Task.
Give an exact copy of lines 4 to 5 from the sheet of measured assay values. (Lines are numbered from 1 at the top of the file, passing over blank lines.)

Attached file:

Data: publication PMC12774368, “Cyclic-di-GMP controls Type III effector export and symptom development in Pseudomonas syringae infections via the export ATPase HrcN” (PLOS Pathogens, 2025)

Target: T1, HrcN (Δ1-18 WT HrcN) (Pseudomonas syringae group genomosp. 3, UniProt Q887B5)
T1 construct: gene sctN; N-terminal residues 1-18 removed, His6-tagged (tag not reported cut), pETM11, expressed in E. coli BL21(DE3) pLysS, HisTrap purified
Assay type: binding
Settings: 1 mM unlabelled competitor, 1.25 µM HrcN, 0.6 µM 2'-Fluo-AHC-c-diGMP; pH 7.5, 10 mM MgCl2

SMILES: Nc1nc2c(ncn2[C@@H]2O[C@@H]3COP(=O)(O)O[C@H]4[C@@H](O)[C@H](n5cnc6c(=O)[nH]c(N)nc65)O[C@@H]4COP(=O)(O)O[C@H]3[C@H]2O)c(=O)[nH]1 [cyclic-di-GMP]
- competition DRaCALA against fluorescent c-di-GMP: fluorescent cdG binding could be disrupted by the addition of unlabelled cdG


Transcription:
Assay type: binding
Settings: 1 mM unlabelled competitor, 1.25 µM HrcN, 0.6 µM 2'-Fluo-AHC-c-diGMP; pH 7.5, 10 mM MgCl2